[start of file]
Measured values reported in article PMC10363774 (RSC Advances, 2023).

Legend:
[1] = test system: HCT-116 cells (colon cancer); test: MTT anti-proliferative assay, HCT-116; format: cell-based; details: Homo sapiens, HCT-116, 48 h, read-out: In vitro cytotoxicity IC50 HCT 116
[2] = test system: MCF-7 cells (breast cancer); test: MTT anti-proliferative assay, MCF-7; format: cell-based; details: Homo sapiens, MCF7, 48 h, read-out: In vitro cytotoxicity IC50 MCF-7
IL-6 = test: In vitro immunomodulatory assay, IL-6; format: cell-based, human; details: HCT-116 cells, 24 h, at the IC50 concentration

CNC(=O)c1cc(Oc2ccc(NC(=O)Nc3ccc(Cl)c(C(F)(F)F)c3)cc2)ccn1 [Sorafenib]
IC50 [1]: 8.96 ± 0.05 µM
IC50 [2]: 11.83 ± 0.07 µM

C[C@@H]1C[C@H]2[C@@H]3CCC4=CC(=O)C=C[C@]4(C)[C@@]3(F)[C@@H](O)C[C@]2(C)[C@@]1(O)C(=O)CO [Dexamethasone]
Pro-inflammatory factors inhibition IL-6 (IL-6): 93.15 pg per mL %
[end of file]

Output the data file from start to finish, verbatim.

Measured values reported in article PMC10363774 (RSC Advances, 2023).

Legend:
[1] = test system: HCT-116 cells (colon cancer); test: MTT anti-proliferative assay, HCT-116; format: cell-based; details: Homo sapiens, HCT-116, 48 h, read-out: In vitro cytotoxicity IC50 HCT 116
[2] = test system: MCF-7 cells (breast cancer); test: MTT anti-proliferative assay, MCF-7; format: cell-based; details: Homo sapiens, MCF7, 48 h, read-out: In vitro cytotoxicity IC50 MCF-7
IL-6 = test: In vitro immunomodulatory assay, IL-6; format: cell-based, human; details: HCT-116 cells, 24 h, at the IC50 concentration

CNC(=O)c1cc(Oc2ccc(NC(=O)Nc3ccc(Cl)c(C(F)(F)F)c3)cc2)ccn1 [Sorafenib]
IC50 [1]: 8.96 ± 0.05 µM
IC50 [2]: 11.83 ± 0.07 µM

C[C@@H]1C[C@H]2[C@@H]3CCC4=CC(=O)C=C[C@]4(C)[C@@]3(F)[C@@H](O)C[C@]2(C)[C@@]1(O)C(=O)CO [Dexamethasone]
Pro-inflammatory factors inhibition IL-6 (IL-6): 93.15 pg per mL %